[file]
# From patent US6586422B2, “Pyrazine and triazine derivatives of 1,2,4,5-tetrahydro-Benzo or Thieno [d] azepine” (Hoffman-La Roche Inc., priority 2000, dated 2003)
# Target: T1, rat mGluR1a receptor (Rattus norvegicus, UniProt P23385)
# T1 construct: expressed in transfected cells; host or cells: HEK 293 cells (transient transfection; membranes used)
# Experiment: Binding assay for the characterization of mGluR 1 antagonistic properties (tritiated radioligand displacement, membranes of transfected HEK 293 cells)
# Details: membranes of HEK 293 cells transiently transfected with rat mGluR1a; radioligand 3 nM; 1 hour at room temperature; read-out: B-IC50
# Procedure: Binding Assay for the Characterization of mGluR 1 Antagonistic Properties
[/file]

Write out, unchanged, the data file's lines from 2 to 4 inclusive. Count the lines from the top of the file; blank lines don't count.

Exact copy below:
# Target: T1, rat mGluR1a receptor (Rattus norvegicus, UniProt P23385)
# T1 construct: expressed in transfected cells; host or cells: HEK 293 cells (transient transfection; membranes used)
# Experiment: Binding assay for the characterization of mGluR 1 antagonistic properties (tritiated radioligand displacement, membranes of transfected HEK 293 cells)